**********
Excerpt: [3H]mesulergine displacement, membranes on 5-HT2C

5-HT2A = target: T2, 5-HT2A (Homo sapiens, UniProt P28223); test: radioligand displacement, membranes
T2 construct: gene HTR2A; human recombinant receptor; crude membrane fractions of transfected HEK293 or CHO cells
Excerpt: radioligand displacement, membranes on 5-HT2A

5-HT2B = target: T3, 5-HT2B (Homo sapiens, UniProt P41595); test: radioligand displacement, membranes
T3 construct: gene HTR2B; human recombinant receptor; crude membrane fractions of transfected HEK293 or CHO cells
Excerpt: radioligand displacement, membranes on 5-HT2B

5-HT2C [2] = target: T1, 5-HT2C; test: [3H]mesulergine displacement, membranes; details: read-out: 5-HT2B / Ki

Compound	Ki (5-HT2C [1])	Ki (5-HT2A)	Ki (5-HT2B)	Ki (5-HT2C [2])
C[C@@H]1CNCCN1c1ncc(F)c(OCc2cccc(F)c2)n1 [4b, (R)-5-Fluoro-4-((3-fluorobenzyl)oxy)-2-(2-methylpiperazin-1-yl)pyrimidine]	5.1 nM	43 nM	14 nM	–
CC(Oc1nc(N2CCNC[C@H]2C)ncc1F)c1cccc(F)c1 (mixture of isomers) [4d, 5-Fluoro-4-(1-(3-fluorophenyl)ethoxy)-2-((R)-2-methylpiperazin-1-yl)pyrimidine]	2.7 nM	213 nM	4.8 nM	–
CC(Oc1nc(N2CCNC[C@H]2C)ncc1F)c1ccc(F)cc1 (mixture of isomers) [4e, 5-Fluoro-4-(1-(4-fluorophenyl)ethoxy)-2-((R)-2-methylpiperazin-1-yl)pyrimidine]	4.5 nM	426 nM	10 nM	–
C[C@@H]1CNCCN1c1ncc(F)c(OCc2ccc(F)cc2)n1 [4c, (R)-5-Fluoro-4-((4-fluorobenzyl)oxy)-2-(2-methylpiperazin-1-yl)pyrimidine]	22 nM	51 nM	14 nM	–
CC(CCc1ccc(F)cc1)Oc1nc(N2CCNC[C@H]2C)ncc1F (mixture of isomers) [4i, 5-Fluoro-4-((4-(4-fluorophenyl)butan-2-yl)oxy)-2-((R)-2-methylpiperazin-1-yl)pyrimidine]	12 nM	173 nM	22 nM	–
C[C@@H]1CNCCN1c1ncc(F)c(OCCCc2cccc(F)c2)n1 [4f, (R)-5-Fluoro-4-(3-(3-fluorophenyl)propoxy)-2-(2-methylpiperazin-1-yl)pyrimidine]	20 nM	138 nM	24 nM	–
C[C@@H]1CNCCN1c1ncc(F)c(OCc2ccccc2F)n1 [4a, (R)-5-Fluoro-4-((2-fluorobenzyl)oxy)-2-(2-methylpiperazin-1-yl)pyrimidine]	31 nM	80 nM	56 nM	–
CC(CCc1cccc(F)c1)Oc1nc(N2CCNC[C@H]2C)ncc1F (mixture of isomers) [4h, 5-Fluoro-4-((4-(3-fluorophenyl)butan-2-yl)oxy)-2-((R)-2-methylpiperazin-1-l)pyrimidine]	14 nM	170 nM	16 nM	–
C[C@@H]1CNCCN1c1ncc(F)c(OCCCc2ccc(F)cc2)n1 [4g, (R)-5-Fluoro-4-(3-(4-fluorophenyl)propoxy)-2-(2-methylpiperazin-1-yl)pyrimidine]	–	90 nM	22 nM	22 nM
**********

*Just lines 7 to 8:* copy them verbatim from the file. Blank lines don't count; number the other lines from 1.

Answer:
Excerpt: radioligand displacement, membranes on 5-HT2B

5-HT2C [2] = target: T1, 5-HT2C; test: [3H]mesulergine displacement, membranes; details: read-out: 5-HT2B / Ki